“MIRACLE LEAGUE” FIELDS (S 78) – On March 29, 2018, The Committee on Children, Families and Persons with Disabilities gave a favorable report and sent to the Senate legislation that would require the state to create and fund the creation of five outdoor “miracle fields” to provide recreational resources and assist people with disabilities. The fields would be geographically distributed with at least one field each in western Massachusetts, central Massachusetts and eastern Massachusetts. The measure has been tied up in the Senate Ways and Means Committee.

BILLS SENT TO STUDY – Various committees shipped off many bills to a “study committee.” Most measures that are sent to a study committee are never actually studied and are essentially defeated. Here are some of the bills that were sent to a study committee and will likely be refiled by their sponsors in 2019:

FREE COLLEGE TUITION FOR ALL (H 633) Provides free tuition to Massachusetts residents to attend state community colleges and all other state universities.

WAIVE COLLEGE TUITION FEES FOR VETERANS (H 636) – Provides tuition and fee waivers at state universities for veterans. The cost would be paid by the state rather than the university. To qualify, a veteran must be honorably discharged from the U.S. Armed Services after at least one year of active service; designate Massachusetts as his or her intended home, and then move to and successfully establish residency in the Bay State within one year of beginning his or her college education.

DEDUCT SCHOOL AND MUNICIPAL FEES FROM INCOME TAX (H 1574) – Allows taxpayers to annually deduct all fees paid to a city or town for trash pickup or disposal, children’s transportation to or from a public school and participation in sports, academic or other student activities.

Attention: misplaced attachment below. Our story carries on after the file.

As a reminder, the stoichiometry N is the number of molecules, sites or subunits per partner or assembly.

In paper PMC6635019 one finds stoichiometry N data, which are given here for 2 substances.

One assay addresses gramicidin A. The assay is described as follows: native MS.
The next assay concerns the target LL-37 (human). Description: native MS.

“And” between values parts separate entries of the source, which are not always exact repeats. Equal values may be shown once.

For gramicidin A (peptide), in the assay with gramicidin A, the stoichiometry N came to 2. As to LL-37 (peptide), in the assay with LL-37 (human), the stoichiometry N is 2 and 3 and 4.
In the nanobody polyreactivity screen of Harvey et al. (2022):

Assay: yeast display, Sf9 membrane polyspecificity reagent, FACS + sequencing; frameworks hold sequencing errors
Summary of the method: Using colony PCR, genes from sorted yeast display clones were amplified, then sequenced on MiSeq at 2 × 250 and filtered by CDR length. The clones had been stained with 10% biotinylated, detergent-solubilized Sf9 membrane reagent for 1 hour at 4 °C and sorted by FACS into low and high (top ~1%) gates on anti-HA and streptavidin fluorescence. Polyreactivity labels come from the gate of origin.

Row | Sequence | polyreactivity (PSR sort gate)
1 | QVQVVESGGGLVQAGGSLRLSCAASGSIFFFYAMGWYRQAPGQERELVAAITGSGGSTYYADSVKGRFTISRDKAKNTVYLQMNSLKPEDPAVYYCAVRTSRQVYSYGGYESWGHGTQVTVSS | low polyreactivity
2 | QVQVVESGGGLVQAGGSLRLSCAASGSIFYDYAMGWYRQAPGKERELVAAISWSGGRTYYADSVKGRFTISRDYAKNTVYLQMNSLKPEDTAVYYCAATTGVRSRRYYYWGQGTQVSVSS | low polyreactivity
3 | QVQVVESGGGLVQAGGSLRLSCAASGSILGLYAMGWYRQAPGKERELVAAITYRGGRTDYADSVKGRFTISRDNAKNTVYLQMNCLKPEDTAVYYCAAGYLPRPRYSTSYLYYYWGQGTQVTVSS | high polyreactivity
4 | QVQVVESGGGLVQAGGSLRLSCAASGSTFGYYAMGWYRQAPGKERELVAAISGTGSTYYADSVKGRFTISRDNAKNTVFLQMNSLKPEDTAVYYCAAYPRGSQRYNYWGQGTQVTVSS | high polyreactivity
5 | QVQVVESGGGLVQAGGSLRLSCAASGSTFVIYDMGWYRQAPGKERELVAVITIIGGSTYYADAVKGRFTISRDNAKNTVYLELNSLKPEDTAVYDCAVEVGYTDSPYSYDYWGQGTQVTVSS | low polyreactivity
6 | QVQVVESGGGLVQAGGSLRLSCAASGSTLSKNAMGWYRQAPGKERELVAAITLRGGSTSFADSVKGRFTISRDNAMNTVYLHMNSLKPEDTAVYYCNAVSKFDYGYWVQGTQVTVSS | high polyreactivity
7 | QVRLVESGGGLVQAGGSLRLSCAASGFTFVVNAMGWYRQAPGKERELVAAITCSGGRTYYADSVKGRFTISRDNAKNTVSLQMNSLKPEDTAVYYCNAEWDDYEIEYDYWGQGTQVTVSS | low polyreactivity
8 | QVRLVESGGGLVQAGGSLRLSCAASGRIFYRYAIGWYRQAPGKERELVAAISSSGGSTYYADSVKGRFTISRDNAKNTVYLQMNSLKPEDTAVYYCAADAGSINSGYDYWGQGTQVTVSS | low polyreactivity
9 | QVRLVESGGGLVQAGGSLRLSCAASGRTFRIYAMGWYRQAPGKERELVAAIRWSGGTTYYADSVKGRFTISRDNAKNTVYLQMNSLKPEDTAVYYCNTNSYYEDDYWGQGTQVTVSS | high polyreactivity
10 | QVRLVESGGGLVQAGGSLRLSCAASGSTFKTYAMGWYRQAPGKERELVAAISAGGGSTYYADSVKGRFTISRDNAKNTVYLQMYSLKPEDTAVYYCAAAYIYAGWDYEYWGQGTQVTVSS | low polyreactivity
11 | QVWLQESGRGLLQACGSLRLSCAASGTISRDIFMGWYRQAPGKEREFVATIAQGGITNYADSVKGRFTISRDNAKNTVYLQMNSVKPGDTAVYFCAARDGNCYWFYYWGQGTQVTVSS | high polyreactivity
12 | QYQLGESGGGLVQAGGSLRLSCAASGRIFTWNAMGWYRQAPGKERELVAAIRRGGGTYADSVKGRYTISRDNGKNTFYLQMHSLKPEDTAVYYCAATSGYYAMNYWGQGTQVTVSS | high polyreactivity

TEACHERS CAN DEDUCT SOME CLASSROOM EXPENSES (H 1586) – Allows teachers to deduct up to $250 annually of what they pay out of their pockets for classroom materials including books, supplies, computers, software and other equipment used in the classroom. The proposal mirrors the same tax deduction currently allowed by the IRS on federal tax returns.


“Massachusetts is in a congestion crisis. The quality of the experience we provide to the customers of our roads is very poor because it is marked by congestion, delay and uncertainty.”

Chris Dempsey, Director of the Transportation for Massachusetts Coalition.

“Recycling mattresses and box springs keeps these bulky items out of landfills and incinerators and can save communities significant money in disposal costs. The grants awarded through our Mattress Recycling Incentive also help communities better protect the environment and help the commonwealth meet our recycling and solid waste reduction goals.”

Energy and Environmental Affairs Secretary Matthew Beaton on the state’s program that has resulted in the recycling of 50,000 mattresses

“Massachusetts state and local taxes, as a share of personal income, are lower than 17 other states and lower than most states in the Northeast.”

Kurt Wise, Senior Policy Analyst at The Massachusetts Budget and Policy Center.

“Millions of Americans have a significant portion of their retirement savings in stocks, and these stock market ups and downs can take a toll on portfolios. At times like these, schemers will inevitably try to exploit investor panic.”

Secretary of State Bill Galvin cautioned investors to beware of scams that often surface when stock markets are caught in wild swings.

HOW LONG WAS LAST WEEK’S SESSION? Beacon Hill Roll Call tracks the length of time that the House and Senate were in session each week. Many legislators say that legislative sessions are only one aspect of the Legislature’s job and that a lot of important work is done outside of the House and Senate chambers. They note that their jobs also involve committee work, research, constituent work and other matters that are important to their districts. Critics say that the Legislature does not meet regularly or long enough to debate and vote in public view on the thousands of pieces of legislation that have been filed. They note that the infrequency and brief length of sessions are misguided and lead to irresponsible late-night sessions and a mad rush to act on dozens of bills in the days immediately preceding the end of an annual session.

During the week of November 19-23, the House met for a total of 59 minutes and the Senate met for a total of 46 minutes.

Mon. November 12 House 11:04 a.m. to 11:23 a.m.
Senate 11:03 a.m. to 11:13 a.m.

Tues. November 13 No House session
No Senate session.

Wed. November 14 House 11:08 a.m. to 11:48 a.m.
Senate 11:16 a.m. To 11:52 a.m.

Thurs. November 16 No House session
No Senate session

Fri. November 17 No House session
No Senate session

Bob Katzen welcomes feedback at